THINK GREEN THIS
From the Virginia
Department of Agriculture and Consumer Services
The Virginia Department of Agriculture and Consumer
Services encourages you to “think green” this
Thanksgiving. This is not an early promotion for
Christmas trees. This is green as in
environmentally responsible. So how do you make
your Thanksgiving dinner green? – quite simply, buy
When you buy from local farmers, you get maximum
freshness, taste and nutrition because your food travels
far less from farm to table. You’re saving food
miles because green food comes from down the road, not
across the country. The less time your food is en
route, the quicker it gets to you and the more flavor,
vitamins and nutrients are preserved. Saving on
food miles also means saving valuable energy.
When you buy green, you also help the local and state
economies. Buying locally keeps food dollars in the
region and within the state and keeps Virginia’s largest
industry, agriculture, healthy.
So how can you buy green this Thanksgiving? Look
for signs in your local supermarket that indicate local
products. This time of year that could include all
kinds of squash, pie pumpkins, leafy fall vegetables,
white and sweet potatoes, peanuts, apples, milk and dairy
products, wine, apple cider, eggs, meats, fish and
Local produce is usually easy to find; many store
managers post signs saying Locally Grown or Virginia
Grown right on the bins. Most milk is distributed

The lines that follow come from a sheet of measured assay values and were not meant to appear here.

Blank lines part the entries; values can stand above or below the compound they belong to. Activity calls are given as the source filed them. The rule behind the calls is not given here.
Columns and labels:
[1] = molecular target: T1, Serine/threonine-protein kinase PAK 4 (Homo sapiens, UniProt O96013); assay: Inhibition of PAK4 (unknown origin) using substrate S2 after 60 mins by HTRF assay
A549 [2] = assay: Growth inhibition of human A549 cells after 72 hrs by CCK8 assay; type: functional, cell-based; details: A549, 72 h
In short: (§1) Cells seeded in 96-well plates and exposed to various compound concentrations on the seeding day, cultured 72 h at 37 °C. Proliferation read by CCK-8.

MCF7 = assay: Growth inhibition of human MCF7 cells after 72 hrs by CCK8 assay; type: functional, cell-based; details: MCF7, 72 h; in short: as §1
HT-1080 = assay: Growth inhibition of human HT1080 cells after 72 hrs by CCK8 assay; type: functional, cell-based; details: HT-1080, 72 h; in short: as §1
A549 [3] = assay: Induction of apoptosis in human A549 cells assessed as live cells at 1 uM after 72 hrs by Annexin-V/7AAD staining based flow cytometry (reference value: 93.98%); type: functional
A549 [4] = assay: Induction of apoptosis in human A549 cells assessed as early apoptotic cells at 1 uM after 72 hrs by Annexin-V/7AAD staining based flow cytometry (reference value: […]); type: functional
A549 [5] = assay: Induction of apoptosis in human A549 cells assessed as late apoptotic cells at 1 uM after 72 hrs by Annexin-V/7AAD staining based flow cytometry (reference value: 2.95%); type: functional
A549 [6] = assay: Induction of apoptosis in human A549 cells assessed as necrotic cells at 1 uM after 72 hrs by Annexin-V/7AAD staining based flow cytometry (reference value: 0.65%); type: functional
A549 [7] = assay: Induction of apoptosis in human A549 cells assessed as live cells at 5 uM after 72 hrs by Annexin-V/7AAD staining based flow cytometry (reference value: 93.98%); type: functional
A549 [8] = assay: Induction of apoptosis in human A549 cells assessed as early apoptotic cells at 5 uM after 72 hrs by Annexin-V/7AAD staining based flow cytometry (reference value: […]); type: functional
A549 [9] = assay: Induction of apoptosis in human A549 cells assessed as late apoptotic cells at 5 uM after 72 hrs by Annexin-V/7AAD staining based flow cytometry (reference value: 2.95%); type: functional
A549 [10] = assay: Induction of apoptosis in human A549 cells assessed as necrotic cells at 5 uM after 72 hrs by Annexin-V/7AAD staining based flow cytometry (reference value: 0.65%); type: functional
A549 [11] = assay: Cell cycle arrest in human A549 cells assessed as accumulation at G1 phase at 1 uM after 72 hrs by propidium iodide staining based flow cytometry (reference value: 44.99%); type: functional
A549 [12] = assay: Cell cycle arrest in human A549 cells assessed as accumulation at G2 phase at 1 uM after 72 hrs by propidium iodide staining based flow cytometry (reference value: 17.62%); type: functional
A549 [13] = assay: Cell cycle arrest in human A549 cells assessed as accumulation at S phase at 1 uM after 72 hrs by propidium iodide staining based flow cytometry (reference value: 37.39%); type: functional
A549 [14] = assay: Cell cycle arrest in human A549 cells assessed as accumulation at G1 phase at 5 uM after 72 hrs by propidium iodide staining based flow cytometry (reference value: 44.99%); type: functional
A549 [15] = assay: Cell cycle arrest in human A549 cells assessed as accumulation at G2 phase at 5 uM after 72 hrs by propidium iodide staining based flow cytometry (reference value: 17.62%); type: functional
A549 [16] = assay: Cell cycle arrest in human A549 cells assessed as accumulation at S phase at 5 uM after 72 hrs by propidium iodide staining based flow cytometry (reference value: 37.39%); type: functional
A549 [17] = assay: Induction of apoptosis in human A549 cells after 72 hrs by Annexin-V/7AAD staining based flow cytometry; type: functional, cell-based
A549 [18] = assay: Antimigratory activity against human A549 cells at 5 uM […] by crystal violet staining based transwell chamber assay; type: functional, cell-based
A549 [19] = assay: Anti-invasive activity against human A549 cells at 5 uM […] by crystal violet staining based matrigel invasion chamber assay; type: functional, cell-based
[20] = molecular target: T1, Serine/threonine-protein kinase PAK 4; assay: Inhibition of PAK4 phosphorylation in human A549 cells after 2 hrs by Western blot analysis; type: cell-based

within miles of its farm of origin, but for cheese,
yogurt and butter, look for labels that state the product
is manufactured in Virginia. If you order a fresh
turkey, specify that you want a bird raised on a Virginia
farm. Ham is easy – look for some of the famous
Virginia brand names.
Virginia also offers a great variety of processed
products. Look for the Virginia’s Finest label and
you’ll know you’re not only getting local products,
you’re getting the very best of the best.
Virginia’s Finest products include wine and other
beverages, sauces, peanuts, hams, jellies and jams,
honey, meats, seafood, dairy products, baked goods,
snacks and much more.
While you’re enjoying your delicious, nutritious,
environmentally-responsible Thanksgiving menu, entertain
your dinner guests with these facts about what they’re
Virginia’s largest single ag commodity.
Turkeys alone account for cash receipts of
$260,709,000 each year.
If you’re having
ham for Thanksgiving, realize that you’re not alone.
Hogs bring in $69,680,000 annually to Virginia
farmers, and Virginia ham has a reputation that
other states envy and try to copy.
Virginia ranks 6th
in the nation in summer potato production and 9th in
sweet potato production.
Virginia ranks 6th
among all the states in apple production. Cash
receipts for apples were $22,410,000 last year.
industry has grown from a handful of wineries 20
years ago to nearly 120 wineries in production
today. And the reputation of Virginia wine has
blossomed along with the industry. This past
summer, Travel+Leisure magazine listed
Virginia as one of the top five wine destinations in
falls are excellent for producing fall vegetables:
green beans, late tomatoes, greens, broccoli,
squash, pumpkins, and more.